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One to one Marketing

Essay by   •  January 14, 2012  •  Case Study  •  1,594 Words (7 Pages)  •  1,630 Views

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One to one marketing

One to one marketing is an approach that concentrated on providing services or products to one customer at a time by identifying and then meeting their individual needs. As such it differentiates customers rather than just products. It is more than just sales approach. It is an integrated approach that must infiltrate all parts of an organisation: marketing, sales, finance, service, production etc. One to one marketing recognises that lifetime values of loyal customers who make repeat purchase far exceed that of fickle customers who constantly change supplier in search for a bargain. His is particularly true within financial services where the customers' acquisition costs are very high.

Whilst at first the concept appears to be only suitable for a niche market of rich clients, modern information technology, particularly the new interactive mediums provide an opportunity to bring personalised and customised products to the mass market, yet at a mass produced price. This is called Mass Customisation (production of personalized or custom-tailored goods or services to meet consumers' diverse and changing needs at near massproduction prices. Enabled by technologies such as computerization, internet, product modularization, and lean production, it portends the ultimate stage in market segmentation where every customer can have exactly what he or she wants)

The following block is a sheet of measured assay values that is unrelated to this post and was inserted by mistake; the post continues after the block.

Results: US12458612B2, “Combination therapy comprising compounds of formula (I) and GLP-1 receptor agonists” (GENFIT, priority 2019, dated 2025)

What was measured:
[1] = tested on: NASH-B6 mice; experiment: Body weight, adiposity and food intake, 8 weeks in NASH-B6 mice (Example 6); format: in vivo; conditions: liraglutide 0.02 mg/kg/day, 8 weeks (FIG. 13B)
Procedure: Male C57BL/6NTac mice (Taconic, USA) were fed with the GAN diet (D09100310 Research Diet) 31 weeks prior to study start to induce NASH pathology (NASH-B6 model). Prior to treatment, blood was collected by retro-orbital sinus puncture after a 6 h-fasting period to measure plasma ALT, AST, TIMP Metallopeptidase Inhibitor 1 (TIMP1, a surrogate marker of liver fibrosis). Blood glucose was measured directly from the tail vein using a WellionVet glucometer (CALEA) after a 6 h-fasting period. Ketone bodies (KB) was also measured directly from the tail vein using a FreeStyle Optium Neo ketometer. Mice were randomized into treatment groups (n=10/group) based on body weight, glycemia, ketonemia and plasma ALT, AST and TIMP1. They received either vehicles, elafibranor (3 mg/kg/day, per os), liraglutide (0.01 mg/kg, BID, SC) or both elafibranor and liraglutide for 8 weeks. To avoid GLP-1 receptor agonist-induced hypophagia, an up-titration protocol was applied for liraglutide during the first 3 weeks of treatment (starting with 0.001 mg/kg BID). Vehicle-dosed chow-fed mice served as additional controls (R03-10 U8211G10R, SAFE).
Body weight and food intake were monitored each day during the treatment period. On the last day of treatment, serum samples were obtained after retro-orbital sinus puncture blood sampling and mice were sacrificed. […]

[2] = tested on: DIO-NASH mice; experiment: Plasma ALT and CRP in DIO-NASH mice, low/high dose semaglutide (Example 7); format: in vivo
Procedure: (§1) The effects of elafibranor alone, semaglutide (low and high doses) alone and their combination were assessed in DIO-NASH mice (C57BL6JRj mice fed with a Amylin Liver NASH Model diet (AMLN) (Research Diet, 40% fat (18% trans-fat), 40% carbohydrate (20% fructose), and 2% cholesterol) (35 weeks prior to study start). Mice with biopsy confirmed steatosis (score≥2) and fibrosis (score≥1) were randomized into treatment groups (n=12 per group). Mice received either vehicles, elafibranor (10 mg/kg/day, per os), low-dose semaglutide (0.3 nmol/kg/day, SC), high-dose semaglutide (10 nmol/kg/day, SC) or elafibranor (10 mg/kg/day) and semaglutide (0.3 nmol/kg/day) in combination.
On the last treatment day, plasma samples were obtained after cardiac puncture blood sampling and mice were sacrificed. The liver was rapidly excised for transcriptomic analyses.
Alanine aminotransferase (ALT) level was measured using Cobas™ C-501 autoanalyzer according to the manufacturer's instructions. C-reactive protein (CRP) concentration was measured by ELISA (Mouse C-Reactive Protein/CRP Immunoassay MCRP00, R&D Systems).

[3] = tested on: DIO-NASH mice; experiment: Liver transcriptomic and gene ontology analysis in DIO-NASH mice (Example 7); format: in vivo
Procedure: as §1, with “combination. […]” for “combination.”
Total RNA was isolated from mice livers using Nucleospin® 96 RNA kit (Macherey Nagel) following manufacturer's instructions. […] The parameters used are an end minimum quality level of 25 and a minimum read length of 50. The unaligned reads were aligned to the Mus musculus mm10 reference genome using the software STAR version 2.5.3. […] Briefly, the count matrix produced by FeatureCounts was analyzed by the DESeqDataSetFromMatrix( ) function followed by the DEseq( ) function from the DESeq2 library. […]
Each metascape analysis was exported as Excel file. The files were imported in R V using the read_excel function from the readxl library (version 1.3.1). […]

Benefits of one to one marketing

Higher Profits

o One to One Marketing delivers economies of scope(Reduction in long-run average and marginal costs, due to the production of similar or related goods or services where the output or provision of an item 'A' reduces the cost of item 'B.'). Not economies of scale (The reduction in long-run average and marginal costs arising from an increase in size of an operating unit (a factory or plant, for example). Economics of scale can be internal to an organization (cost reduction due to technological and management factors) or external (cost reduction due to the effect of technology in an industry). See also diseconomies of scale).

o It initially concentrates on those 20% or even 10% of customers who are your most profitable.

o By providing tailored products to meet particular needs, you make comparative shopping difficult and you shift the focus from price to benefits.

o It aims for lifetime share of customer, not a share in an often static and crowded market.

By developing Mass Customisation capabilities, you can then extend the service to more customers. You then gain an ever increasing market share without the need to match the lowest price mass market supplier.

Lower Costs

o The cost of keeping profitable customers far outweighs the acquisition cost of new customers.